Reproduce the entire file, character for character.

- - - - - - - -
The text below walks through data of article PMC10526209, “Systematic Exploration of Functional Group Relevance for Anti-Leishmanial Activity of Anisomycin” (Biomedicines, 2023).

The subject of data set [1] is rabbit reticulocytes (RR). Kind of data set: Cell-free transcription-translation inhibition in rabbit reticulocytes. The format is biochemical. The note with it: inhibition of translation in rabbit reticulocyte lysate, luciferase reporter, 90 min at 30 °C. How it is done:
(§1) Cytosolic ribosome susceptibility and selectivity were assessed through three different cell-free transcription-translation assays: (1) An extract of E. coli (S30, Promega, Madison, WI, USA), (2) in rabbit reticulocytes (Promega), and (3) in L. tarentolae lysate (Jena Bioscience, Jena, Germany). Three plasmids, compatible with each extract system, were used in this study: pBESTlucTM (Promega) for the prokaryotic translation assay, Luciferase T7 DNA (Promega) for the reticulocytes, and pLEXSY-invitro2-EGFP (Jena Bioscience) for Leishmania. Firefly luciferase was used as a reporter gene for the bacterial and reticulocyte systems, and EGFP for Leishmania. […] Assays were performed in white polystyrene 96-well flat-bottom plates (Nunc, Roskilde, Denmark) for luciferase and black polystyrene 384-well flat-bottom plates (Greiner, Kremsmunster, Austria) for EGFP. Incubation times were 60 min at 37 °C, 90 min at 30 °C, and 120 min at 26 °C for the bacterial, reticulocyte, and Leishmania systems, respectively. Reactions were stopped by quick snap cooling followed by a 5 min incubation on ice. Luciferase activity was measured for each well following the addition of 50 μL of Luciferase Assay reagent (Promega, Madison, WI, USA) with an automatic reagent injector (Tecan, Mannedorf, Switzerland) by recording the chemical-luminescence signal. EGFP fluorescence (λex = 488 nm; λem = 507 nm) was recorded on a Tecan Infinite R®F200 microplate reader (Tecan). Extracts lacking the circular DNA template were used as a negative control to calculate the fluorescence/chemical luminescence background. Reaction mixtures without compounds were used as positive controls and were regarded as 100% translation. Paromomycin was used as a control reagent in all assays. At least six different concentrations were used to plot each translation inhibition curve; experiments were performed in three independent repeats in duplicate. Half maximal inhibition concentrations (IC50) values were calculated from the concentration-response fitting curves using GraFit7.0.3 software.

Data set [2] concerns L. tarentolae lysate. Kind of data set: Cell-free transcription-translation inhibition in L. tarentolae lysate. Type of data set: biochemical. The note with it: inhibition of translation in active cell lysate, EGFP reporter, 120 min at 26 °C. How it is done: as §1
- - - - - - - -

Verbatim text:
The text below walks through data of article PMC10526209, “Systematic Exploration of Functional Group Relevance for Anti-Leishmanial Activity of Anisomycin” (Biomedicines, 2023).

The subject of data set [1] is rabbit reticulocytes (RR). Kind of data set: Cell-free transcription-translation inhibition in rabbit reticulocytes. The format is biochemical. The note with it: inhibition of translation in rabbit reticulocyte lysate, luciferase reporter, 90 min at 30 °C. How it is done:
(§1) Cytosolic ribosome susceptibility and selectivity were assessed through three different cell-free transcription-translation assays: (1) An extract of E. coli (S30, Promega, Madison, WI, USA), (2) in rabbit reticulocytes (Promega), and (3) in L. tarentolae lysate (Jena Bioscience, Jena, Germany). Three plasmids, compatible with each extract system, were used in this study: pBESTlucTM (Promega) for the prokaryotic translation assay, Luciferase T7 DNA (Promega) for the reticulocytes, and pLEXSY-invitro2-EGFP (Jena Bioscience) for Leishmania. Firefly luciferase was used as a reporter gene for the bacterial and reticulocyte systems, and EGFP for Leishmania. […] Assays were performed in white polystyrene 96-well flat-bottom plates (Nunc, Roskilde, Denmark) for luciferase and black polystyrene 384-well flat-bottom plates (Greiner, Kremsmunster, Austria) for EGFP. Incubation times were 60 min at 37 °C, 90 min at 30 °C, and 120 min at 26 °C for the bacterial, reticulocyte, and Leishmania systems, respectively. Reactions were stopped by quick snap cooling followed by a 5 min incubation on ice. Luciferase activity was measured for each well following the addition of 50 μL of Luciferase Assay reagent (Promega, Madison, WI, USA) with an automatic reagent injector (Tecan, Mannedorf, Switzerland) by recording the chemical-luminescence signal. EGFP fluorescence (λex = 488 nm; λem = 507 nm) was recorded on a Tecan Infinite R®F200 microplate reader (Tecan). Extracts lacking the circular DNA template were used as a negative control to calculate the fluorescence/chemical luminescence background. Reaction mixtures without compounds were used as positive controls and were regarded as 100% translation. Paromomycin was used as a control reagent in all assays. At least six different concentrations were used to plot each translation inhibition curve; experiments were performed in three independent repeats in duplicate. Half maximal inhibition concentrations (IC50) values were calculated from the concentration-response fitting curves using GraFit7.0.3 software.

Data set [2] concerns L. tarentolae lysate. Kind of data set: Cell-free transcription-translation inhibition in L. tarentolae lysate. Type of data set: biochemical. The note with it: inhibition of translation in active cell lysate, EGFP reporter, 120 min at 26 °C. How it is done: as §1